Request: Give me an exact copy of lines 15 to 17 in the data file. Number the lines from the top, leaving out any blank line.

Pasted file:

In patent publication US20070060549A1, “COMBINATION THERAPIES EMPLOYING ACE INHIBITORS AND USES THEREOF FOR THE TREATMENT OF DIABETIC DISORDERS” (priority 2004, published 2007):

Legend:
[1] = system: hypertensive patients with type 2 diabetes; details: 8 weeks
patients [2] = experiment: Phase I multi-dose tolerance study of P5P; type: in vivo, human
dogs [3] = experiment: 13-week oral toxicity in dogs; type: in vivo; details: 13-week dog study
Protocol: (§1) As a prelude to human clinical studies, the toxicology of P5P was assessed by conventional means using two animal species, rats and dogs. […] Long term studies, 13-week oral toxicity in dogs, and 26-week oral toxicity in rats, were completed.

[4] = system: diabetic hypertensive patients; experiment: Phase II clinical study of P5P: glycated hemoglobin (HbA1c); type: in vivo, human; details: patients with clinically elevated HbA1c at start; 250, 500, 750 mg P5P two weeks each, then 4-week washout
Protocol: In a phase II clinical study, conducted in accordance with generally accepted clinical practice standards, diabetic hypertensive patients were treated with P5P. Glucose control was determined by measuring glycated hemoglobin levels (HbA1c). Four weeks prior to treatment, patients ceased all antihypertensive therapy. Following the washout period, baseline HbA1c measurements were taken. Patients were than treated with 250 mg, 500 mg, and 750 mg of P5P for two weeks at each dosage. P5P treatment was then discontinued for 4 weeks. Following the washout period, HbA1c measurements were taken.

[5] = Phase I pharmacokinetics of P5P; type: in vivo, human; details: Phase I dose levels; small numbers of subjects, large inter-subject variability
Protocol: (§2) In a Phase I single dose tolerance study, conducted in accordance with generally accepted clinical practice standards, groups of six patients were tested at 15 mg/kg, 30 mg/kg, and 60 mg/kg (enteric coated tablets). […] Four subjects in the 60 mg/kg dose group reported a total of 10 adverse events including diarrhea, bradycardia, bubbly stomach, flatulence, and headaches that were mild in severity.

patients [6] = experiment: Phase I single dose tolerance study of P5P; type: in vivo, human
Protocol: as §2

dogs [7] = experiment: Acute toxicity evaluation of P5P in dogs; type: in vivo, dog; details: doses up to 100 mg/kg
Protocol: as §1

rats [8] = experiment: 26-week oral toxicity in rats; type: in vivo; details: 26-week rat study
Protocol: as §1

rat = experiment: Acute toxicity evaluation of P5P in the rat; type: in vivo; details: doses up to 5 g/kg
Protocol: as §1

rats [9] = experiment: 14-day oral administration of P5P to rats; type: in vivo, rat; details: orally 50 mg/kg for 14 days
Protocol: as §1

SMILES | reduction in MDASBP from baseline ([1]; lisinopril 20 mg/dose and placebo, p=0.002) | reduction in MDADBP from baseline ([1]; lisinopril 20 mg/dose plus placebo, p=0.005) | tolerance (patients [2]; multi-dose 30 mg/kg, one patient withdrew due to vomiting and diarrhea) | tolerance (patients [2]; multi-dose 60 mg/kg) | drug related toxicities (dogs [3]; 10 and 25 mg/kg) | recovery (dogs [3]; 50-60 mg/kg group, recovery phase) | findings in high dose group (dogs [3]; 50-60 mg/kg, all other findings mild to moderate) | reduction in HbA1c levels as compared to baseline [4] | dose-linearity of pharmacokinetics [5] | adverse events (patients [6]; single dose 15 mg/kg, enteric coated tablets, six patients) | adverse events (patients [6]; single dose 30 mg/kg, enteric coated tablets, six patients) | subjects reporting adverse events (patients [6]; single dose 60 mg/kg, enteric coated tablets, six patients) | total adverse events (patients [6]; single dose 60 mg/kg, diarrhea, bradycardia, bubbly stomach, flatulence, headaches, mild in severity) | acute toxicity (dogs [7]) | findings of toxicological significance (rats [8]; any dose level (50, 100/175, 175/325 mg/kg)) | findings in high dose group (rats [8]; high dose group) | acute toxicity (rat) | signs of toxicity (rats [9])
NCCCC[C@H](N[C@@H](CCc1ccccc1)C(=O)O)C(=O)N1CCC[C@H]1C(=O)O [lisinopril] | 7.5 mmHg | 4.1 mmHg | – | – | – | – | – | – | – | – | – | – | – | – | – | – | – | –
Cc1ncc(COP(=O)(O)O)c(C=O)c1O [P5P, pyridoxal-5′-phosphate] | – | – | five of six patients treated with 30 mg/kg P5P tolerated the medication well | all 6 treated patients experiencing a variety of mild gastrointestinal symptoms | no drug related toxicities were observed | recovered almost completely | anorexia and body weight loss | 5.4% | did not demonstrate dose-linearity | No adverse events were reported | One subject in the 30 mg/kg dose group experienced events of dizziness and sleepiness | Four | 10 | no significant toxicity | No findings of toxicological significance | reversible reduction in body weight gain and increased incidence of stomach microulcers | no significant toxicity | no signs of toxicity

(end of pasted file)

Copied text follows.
rats [8] = experiment: 26-week oral toxicity in rats; type: in vivo; details: 26-week rat study
Protocol: as §1

rat = experiment: Acute toxicity evaluation of P5P in the rat; type: in vivo; details: doses up to 5 g/kg